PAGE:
‘We have come to be destroyed’: The ‘extraordinary’ child in science fiction cinema in early Cold War Britain

AHP readers may be interested in a new piece in History of the Human Sciences, “‘We have come to be destroyed’: The ‘extraordinary’ child in science fiction cinema in early Cold War Britain” by Laura Tisdall. Abstract:

Depictions of children in British science fiction and horror films in the early 1960s introduced a new but dominant trope: the ‘extraordinary’ child. Extraordinary children, I suggest, are disturbing because they violate expected developmental norms, drawing on discourses from both the ‘psy’ sciences and early neuroscience. This post-war trope has been considered by film and literature scholars in the past five years, but this existing work tends to present the extraordinary child as an American phenomenon, and links these depictions to adults’ psychoanalytical anxieties about parenthood and the family. This article, considering Village of the Damned (1960), Children of the Damned (1963), The Damned (1963), and Lord of the Flies (1963), will contend that the extraordinary child was British before it was American, and tapped as much into nuclear anxieties generated by the early Cold War as fears about the ‘permissive society’, especially given that many of these films preceded the peak of the ‘Swinging Sixties’ and were based on British science fiction of the 1950s. The ‘psy science’ that was dominant in these films was developmental psychology, not psychoanalysis. Moreover, adolescents as well as adults were key audiences for these films. Drawing on self-narrative essays written by English adolescents aged 14 to 16 between 1962 and 1966, I will demonstrate that this age group employed their own fears of nuclear war and their knowledge of psychological language to challenge adult authority, presenting a counter-narrative to adult conceptions of the abnormal and irresponsible ‘rising generation’.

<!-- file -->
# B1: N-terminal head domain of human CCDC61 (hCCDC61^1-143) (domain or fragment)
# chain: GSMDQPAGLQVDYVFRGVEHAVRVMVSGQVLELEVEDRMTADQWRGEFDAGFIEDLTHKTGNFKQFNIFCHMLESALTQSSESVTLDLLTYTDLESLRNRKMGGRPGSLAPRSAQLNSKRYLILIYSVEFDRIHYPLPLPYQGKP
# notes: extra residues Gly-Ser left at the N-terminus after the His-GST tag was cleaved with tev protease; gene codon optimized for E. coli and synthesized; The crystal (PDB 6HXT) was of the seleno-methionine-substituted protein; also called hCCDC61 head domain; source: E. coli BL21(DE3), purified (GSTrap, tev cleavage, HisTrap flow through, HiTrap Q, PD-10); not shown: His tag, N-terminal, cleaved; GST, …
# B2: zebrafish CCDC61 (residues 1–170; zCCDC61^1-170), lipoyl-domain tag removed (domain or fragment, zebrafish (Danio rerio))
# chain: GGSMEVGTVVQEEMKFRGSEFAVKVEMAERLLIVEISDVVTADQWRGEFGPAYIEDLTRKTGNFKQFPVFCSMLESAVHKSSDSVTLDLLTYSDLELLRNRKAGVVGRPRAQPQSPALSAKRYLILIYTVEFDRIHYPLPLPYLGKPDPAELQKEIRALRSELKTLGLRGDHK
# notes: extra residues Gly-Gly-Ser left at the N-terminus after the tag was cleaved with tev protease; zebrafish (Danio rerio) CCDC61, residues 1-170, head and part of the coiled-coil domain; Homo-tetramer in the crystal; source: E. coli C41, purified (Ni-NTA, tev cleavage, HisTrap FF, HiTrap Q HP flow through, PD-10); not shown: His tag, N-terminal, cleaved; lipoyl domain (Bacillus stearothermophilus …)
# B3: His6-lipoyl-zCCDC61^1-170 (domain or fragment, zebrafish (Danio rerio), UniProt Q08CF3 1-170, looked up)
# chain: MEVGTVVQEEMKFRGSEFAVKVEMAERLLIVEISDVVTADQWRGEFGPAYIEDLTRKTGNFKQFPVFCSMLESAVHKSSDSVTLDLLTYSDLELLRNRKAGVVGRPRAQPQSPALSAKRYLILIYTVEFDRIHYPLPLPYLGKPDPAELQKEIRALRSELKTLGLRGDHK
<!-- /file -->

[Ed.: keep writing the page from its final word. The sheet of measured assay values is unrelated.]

About Jacy Young

Jacy Young is a professor at Quest University Canada. A critical feminist psychologist and historian of psychology, she is committed to critical pedagogy and public engagement with feminist psychology and the history of the discipline.